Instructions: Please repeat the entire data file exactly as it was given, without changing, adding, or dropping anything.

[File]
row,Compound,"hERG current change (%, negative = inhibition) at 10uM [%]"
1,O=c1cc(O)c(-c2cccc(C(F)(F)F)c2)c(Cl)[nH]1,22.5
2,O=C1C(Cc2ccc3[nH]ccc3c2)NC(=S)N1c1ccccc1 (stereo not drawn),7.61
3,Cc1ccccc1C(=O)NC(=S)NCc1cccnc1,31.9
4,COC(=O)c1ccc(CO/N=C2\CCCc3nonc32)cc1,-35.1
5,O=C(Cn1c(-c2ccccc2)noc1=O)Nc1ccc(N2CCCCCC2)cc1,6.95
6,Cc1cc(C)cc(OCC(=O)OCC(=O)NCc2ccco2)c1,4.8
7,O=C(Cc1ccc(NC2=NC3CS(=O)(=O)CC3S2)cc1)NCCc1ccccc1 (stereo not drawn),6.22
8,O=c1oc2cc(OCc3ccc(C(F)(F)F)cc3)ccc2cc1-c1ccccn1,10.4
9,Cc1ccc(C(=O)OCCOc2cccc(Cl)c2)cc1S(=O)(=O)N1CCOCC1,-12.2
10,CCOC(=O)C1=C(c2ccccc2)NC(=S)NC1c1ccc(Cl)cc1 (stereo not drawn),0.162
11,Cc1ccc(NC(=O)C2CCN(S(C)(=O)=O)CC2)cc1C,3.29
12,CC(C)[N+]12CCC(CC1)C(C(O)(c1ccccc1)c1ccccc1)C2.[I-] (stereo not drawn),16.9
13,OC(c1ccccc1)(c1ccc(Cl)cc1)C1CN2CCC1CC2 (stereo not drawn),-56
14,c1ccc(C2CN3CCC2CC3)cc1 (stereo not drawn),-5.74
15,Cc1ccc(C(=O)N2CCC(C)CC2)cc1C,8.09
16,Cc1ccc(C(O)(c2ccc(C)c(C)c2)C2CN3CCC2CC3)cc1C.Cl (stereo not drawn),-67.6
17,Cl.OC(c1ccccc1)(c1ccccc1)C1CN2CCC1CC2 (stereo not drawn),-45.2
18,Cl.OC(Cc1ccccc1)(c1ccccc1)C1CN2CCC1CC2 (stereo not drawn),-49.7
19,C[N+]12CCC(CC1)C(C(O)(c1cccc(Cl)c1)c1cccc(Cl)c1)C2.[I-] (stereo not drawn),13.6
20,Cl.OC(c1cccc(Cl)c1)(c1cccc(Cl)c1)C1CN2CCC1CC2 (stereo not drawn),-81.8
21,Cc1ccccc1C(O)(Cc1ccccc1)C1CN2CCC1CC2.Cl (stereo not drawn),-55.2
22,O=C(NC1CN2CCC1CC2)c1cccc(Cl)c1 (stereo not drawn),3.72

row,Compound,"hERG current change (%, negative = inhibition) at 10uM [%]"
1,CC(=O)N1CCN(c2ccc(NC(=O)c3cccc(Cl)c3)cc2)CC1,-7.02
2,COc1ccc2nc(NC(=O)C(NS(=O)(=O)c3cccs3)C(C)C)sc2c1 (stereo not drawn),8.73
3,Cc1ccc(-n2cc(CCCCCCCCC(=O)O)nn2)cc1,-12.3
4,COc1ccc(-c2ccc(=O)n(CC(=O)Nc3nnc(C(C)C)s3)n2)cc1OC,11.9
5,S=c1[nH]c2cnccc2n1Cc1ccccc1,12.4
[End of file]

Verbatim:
row,Compound,"hERG current change (%, negative = inhibition) at 10uM [%]"
1,O=c1cc(O)c(-c2cccc(C(F)(F)F)c2)c(Cl)[nH]1,22.5
2,O=C1C(Cc2ccc3[nH]ccc3c2)NC(=S)N1c1ccccc1 (stereo not drawn),7.61
3,Cc1ccccc1C(=O)NC(=S)NCc1cccnc1,31.9
4,COC(=O)c1ccc(CO/N=C2\CCCc3nonc32)cc1,-35.1
5,O=C(Cn1c(-c2ccccc2)noc1=O)Nc1ccc(N2CCCCCC2)cc1,6.95
6,Cc1cc(C)cc(OCC(=O)OCC(=O)NCc2ccco2)c1,4.8
7,O=C(Cc1ccc(NC2=NC3CS(=O)(=O)CC3S2)cc1)NCCc1ccccc1 (stereo not drawn),6.22
8,O=c1oc2cc(OCc3ccc(C(F)(F)F)cc3)ccc2cc1-c1ccccn1,10.4
9,Cc1ccc(C(=O)OCCOc2cccc(Cl)c2)cc1S(=O)(=O)N1CCOCC1,-12.2
10,CCOC(=O)C1=C(c2ccccc2)NC(=S)NC1c1ccc(Cl)cc1 (stereo not drawn),0.162
11,Cc1ccc(NC(=O)C2CCN(S(C)(=O)=O)CC2)cc1C,3.29
12,CC(C)[N+]12CCC(CC1)C(C(O)(c1ccccc1)c1ccccc1)C2.[I-] (stereo not drawn),16.9
13,OC(c1ccccc1)(c1ccc(Cl)cc1)C1CN2CCC1CC2 (stereo not drawn),-56
14,c1ccc(C2CN3CCC2CC3)cc1 (stereo not drawn),-5.74
15,Cc1ccc(C(=O)N2CCC(C)CC2)cc1C,8.09
16,Cc1ccc(C(O)(c2ccc(C)c(C)c2)C2CN3CCC2CC3)cc1C.Cl (stereo not drawn),-67.6
17,Cl.OC(c1ccccc1)(c1ccccc1)C1CN2CCC1CC2 (stereo not drawn),-45.2
18,Cl.OC(Cc1ccccc1)(c1ccccc1)C1CN2CCC1CC2 (stereo not drawn),-49.7
19,C[N+]12CCC(CC1)C(C(O)(c1cccc(Cl)c1)c1cccc(Cl)c1)C2.[I-] (stereo not drawn),13.6
20,Cl.OC(c1cccc(Cl)c1)(c1cccc(Cl)c1)C1CN2CCC1CC2 (stereo not drawn),-81.8
21,Cc1ccccc1C(O)(Cc1ccccc1)C1CN2CCC1CC2.Cl (stereo not drawn),-55.2
22,O=C(NC1CN2CCC1CC2)c1cccc(Cl)c1 (stereo not drawn),3.72

row,Compound,"hERG current change (%, negative = inhibition) at 10uM [%]"
1,CC(=O)N1CCN(c2ccc(NC(=O)c3cccc(Cl)c3)cc2)CC1,-7.02
2,COc1ccc2nc(NC(=O)C(NS(=O)(=O)c3cccs3)C(C)C)sc2c1 (stereo not drawn),8.73
3,Cc1ccc(-n2cc(CCCCCCCCC(=O)O)nn2)cc1,-12.3
4,COc1ccc(-c2ccc(=O)n(CC(=O)Nc3nnc(C(C)C)s3)n2)cc1OC,11.9
5,S=c1[nH]c2cnccc2n1Cc1ccccc1,12.4